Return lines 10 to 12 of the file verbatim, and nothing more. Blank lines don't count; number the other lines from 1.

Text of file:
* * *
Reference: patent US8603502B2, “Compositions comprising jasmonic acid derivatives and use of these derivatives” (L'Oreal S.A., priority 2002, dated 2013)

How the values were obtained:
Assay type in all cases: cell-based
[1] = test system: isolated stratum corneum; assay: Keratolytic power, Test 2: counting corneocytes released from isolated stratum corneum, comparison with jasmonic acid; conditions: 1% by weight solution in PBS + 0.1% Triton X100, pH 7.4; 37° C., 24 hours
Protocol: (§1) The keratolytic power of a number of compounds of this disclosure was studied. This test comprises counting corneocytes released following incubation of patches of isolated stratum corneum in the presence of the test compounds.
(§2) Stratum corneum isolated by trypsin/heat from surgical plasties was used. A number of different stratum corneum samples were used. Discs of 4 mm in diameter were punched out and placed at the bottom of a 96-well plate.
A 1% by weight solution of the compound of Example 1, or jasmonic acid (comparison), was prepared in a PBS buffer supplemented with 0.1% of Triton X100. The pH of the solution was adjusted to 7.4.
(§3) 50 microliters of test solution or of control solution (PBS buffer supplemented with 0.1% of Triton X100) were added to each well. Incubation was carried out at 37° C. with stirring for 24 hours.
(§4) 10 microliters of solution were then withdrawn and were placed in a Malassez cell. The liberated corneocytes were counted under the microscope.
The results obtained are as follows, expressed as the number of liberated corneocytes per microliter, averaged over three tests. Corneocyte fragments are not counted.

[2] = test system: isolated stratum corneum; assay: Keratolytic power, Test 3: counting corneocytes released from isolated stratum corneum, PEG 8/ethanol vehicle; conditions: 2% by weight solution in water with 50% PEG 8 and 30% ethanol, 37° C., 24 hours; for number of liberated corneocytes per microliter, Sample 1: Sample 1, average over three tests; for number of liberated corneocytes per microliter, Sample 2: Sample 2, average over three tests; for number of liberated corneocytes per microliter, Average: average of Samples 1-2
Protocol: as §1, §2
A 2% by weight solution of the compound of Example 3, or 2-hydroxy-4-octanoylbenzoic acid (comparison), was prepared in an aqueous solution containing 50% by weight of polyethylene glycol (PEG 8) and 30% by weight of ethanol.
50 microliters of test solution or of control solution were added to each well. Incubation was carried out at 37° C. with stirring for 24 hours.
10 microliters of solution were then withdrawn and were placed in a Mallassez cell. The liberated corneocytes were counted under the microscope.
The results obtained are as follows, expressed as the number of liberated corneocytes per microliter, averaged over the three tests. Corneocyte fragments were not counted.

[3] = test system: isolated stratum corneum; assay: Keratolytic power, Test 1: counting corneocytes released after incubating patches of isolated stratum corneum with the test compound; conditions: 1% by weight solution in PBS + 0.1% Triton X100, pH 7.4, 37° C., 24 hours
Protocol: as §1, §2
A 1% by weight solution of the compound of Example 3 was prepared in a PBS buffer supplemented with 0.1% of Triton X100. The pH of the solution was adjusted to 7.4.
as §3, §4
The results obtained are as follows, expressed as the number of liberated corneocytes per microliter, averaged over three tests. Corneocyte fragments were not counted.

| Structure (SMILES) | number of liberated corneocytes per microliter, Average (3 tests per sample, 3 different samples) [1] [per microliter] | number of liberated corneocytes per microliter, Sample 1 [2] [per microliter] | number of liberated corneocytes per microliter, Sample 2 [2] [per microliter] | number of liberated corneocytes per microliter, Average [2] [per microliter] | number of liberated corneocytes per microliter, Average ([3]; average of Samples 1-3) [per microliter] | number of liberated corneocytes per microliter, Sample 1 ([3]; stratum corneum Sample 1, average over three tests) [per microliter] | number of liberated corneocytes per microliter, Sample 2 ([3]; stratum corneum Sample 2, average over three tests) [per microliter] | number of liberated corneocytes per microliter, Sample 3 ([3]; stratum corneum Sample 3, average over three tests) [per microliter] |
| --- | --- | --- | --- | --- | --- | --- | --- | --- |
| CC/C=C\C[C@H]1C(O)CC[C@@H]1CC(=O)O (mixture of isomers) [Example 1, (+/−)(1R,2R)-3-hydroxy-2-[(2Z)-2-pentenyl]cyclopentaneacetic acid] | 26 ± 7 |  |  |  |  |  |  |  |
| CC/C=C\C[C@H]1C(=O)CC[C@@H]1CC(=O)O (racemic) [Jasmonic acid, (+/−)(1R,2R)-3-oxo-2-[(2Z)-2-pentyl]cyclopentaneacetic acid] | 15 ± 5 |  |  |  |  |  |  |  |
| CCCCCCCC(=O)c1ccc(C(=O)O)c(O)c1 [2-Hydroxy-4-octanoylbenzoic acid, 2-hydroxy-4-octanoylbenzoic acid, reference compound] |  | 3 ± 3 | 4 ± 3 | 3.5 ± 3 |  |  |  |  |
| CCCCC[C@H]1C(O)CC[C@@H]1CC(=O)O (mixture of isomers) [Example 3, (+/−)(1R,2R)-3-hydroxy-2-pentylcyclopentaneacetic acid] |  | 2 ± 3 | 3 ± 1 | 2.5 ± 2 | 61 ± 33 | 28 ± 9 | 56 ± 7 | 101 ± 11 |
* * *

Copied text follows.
The results obtained are as follows, expressed as the number of liberated corneocytes per microliter, averaged over three tests. Corneocyte fragments are not counted.

[2] = test system: isolated stratum corneum; assay: Keratolytic power, Test 3: counting corneocytes released from isolated stratum corneum, PEG 8/ethanol vehicle; conditions: 2% by weight solution in water with 50% PEG 8 and 30% ethanol, 37° C., 24 hours; for number of liberated corneocytes per microliter, Sample 1: Sample 1, average over three tests; for number of liberated corneocytes per microliter, Sample 2: Sample 2, average over three tests; for number of liberated corneocytes per microliter, Average: average of Samples 1-2
Protocol: as §1, §2